Recurring payments and those to trusted beneficiaries already white-listed by the payer do not require strong customer authentication, under certain circumstances. One of these is when the payer initiates a series of payment transactions of the same amount to the same business. For these merchant-initiated transactions, only the first transaction in the series requires strong customer authentication.

Low-risk transactions are also allowed as an exemption within certain limits (e.g. fraud rates by transaction value bands), subject to strict monitoring requirements.

So-called ‘one leg out’ transactions when either the card issuer or card acquirer are outside the European Union are also exempt from strong customer authentication.

What are the main changes between 3DS 1.0 and 3DS 2.0?

The 3DS protocol is managed by EMVCo and underpins Verified by Visa, Mastercard SecureCode and other authentication solutions. Version 1.0 already facilitates strong customer authentication. Version 2.0 will do this better as it:

• Addresses the need for omni-channel by optimising the customer experience on mobile devices, PC, digital television as well as in-app.
• Allows the passing of more data to enable issuers to better assess the risk of each transaction.
• Supports current and future innovations for more frictionless authentication e.g. biometric or ‘behaviometrics’ if the issuer supports Apple TouchID or facial recognition.

While 3DS 2.0 is the new, enhanced version of the existing protocol, it still connects the acquirer, issuer and card scheme (the three domains in the 3DS protocol). This remains unchanged.

How can CashFlows help you prepare for strong customer authentication?

3DS Secure is PSD2-compliant. It is already in widespread use and offered by CashFlows today.

CashFlows is already able to accept 3DS 2.0-enhanced data to and from gateways as an acquirer. We are also able to support merchants using hosted payment pages to take advantages of the extra 3DS 2.0 functionality. No changes are required to the current merchant and gateway integrations to support 3DS 2.0.

CashFlows is currently working with customers to support them with 3DS 2.0 planning in advance of the 14 September 2019 EBA deadline. For further information, please contact us here.

PSD2 White Paper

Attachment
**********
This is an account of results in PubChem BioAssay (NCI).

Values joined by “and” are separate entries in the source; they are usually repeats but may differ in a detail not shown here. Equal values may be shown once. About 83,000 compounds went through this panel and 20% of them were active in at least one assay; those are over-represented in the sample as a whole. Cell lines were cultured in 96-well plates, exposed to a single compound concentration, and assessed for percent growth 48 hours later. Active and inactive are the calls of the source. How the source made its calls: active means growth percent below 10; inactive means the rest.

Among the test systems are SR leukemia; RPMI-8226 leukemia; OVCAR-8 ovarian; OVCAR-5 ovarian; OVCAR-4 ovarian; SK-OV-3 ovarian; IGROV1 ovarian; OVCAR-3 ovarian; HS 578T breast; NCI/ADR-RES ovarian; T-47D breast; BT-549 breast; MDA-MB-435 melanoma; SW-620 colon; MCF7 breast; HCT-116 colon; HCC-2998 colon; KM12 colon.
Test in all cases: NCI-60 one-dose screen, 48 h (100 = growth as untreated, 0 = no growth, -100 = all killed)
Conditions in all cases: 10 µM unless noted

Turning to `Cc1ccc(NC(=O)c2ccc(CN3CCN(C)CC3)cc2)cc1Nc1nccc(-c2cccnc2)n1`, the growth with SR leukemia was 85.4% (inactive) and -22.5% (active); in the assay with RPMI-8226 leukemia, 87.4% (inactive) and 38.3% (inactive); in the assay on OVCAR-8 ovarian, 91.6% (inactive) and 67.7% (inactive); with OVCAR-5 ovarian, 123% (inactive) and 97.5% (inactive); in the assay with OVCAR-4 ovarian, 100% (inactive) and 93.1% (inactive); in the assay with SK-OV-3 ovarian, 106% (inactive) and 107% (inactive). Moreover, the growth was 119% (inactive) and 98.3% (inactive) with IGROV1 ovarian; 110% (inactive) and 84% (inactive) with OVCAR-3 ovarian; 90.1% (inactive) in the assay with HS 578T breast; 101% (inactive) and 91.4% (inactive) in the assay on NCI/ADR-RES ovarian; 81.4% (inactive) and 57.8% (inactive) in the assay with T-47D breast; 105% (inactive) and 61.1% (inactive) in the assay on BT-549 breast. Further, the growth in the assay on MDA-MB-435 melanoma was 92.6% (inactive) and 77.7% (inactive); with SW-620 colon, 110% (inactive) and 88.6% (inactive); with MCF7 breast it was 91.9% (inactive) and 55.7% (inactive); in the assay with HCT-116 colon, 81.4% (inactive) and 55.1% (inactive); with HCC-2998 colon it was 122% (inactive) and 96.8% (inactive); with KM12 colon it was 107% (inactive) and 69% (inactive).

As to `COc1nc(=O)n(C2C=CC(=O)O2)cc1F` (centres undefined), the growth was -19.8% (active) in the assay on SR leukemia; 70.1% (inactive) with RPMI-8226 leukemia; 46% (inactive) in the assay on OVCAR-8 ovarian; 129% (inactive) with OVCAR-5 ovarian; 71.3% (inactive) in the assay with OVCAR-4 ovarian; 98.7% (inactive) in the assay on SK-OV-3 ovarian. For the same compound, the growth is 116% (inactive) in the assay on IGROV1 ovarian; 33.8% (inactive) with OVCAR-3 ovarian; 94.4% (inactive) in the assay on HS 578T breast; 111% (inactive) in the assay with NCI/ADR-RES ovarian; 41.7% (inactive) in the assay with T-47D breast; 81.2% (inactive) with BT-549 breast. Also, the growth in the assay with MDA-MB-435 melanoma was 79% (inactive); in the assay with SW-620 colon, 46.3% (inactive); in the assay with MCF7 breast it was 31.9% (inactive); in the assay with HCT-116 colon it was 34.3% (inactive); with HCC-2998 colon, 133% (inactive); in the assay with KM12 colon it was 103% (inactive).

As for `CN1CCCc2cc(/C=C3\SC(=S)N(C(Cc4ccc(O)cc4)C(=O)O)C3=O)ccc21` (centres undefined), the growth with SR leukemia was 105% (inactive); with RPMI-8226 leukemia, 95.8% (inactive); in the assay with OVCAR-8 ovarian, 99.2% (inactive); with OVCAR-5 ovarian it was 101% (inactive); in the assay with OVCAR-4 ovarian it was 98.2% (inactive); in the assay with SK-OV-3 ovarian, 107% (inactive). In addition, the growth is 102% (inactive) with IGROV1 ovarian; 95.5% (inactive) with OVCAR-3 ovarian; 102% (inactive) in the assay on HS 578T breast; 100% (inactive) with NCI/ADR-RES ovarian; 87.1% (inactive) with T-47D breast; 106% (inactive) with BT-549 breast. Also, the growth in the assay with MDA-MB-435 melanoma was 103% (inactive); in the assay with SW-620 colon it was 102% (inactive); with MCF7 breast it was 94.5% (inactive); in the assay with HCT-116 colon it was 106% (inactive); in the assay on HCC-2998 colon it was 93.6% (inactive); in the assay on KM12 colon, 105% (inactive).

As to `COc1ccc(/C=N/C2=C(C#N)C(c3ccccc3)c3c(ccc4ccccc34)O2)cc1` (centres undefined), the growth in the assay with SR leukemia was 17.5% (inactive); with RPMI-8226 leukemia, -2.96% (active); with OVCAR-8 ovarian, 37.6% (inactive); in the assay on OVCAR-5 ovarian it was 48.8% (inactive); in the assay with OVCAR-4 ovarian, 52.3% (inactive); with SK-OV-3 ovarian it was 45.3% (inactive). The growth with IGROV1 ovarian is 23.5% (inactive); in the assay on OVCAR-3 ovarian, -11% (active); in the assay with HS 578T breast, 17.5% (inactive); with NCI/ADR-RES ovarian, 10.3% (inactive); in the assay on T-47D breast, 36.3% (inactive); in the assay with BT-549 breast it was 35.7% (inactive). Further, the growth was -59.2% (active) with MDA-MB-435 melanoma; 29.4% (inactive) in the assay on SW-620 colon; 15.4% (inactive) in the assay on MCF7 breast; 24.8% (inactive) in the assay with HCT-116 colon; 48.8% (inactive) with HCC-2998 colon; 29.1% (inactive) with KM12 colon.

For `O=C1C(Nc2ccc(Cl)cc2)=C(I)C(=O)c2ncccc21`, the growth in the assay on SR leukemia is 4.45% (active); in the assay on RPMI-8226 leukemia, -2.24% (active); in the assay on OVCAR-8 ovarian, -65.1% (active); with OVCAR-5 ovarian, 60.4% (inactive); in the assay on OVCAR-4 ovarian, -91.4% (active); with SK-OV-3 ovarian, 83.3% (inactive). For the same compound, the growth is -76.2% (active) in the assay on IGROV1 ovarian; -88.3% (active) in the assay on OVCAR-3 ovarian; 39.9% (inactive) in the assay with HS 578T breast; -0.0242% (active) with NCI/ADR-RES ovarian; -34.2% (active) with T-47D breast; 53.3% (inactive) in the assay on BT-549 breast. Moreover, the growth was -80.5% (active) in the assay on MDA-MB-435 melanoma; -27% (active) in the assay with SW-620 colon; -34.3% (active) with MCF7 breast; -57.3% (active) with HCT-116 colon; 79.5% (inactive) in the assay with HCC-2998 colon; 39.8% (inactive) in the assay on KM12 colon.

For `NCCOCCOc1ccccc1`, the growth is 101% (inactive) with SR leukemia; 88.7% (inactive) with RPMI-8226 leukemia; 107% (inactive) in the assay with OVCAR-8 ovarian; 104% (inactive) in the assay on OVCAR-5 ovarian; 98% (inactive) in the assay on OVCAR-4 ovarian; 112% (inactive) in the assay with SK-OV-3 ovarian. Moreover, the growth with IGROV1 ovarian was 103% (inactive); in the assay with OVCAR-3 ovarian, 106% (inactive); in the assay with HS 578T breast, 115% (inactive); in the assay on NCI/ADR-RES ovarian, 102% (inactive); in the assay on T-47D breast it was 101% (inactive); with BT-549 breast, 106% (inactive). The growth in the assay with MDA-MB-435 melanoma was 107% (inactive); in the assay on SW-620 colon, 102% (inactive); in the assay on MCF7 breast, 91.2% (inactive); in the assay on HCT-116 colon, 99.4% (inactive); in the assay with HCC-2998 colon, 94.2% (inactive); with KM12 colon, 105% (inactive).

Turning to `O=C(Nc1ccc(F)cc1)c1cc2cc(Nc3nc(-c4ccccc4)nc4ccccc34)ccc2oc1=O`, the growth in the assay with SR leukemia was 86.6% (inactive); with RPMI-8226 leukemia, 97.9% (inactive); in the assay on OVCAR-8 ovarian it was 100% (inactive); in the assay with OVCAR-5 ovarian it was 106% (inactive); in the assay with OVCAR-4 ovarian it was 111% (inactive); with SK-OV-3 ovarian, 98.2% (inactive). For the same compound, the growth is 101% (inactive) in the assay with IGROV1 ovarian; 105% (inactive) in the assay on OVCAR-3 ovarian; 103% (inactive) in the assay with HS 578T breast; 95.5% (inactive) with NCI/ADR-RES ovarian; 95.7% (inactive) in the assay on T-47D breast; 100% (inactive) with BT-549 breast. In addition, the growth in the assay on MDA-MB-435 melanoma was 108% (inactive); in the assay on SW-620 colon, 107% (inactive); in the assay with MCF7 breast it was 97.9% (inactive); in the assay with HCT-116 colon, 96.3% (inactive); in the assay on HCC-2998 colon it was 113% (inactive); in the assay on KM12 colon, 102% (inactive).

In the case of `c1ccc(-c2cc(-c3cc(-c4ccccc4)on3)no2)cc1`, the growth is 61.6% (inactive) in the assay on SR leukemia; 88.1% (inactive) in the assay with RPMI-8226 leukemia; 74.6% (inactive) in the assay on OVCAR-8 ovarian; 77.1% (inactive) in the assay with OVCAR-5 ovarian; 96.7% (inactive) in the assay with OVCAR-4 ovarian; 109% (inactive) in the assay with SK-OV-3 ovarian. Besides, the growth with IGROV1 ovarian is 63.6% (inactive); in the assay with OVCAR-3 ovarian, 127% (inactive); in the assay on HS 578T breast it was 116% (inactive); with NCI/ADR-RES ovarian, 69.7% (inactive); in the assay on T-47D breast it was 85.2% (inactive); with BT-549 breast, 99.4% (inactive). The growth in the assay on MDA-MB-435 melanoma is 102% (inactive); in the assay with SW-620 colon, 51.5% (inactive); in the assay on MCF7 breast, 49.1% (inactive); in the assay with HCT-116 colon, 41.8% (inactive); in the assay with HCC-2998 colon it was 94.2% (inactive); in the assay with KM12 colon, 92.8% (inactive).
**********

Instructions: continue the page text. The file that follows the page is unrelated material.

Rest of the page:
For more information please download our PSD2 white paper on the upcoming requirements under the revised Payment Services Directive (PSD2) and the accompanying Regulatory Technical Standards (RTS) on Strong Customer Authentication (SCA).

1 By 2021, €1 trillion of EU retail sales will be digitally impacted, press release, Forrester, 14 May 2018, https://go.forrester.com/press-newsroom/by-2021-e1-trillion-of-eu-retail-saes-will-be-digitally-impacted/
2 https://www.fca.org.uk/consumers/strong-customer-authentication

Website Compliance

As an online business you are required to comply with various Card Schemes rules, industry regulations, our Terms and Conditions and the following website requirements:

Product/Service details

The products and services displayed on your website must match the description and category of those recorded on your application. If you redirect to a different URL for part or all of the products and services, then this website must also match your application details.

  • You must own or provide the products or services you supply.
  • You must not sell products or services on behalf of a third party.
  • Your website must clearly state the delivery timescale for your products and services.
  • Your website must clearly state the currencies you can accept.
  • If subscriptions/memberships are offered, it should clearly list the number and frequency of the payments.

If you intend to sell a new product or service that is in a different category than your current offering, please contact our applications team before adding these to the website.

Contact details

You must clearly display on the website the following contact details to your consumers:

  • business registration/store name
  • full postal address (inc. main country of domicile) of your registered office
  • a contact telephone number - This will be tested to ensure that it is connected to your business
  • an email address - The email address displayed should match the address provided and which is quoted in the transaction confirmation email.

Terms and conditions, refund policy, privacy policy

Terms and conditions must be clearly displayed on your website and contain all the required information and disclosures to be compliant in all the regions that your business trade in.

An unambiguous refund/returns policy must be displayed on your website enabling the consumer to review the policy details before they make a payment.

Your website must contain a privacy policy, stating what information you are collecting and what you intend to use the information for.


Acceptance Logos

Your website must display the logos of the payment methods that can be accepted through your CashFlows Merchant Account. If you are using the CashFlows hosted payment page the card logos that you can accept will automatically be displayed on the payment page. However you are also required to display on your website the card logos at the point the consumer enters the store.

By adding trusted card logos such as Visa and Mastercard to your store you will enhance shopper confidence and encourage them to make a purchase.


The "Payments Powered by CashFlows" logo must also be displayed on your website ideally alongside the card logos at the point the consumer enters the store. This reassures your consumers that their payments will be processed by a recognised secure merchant service provider. The "Payments Powered by CashFlows" logo must also be hyperlinked to http://www.cashflows.com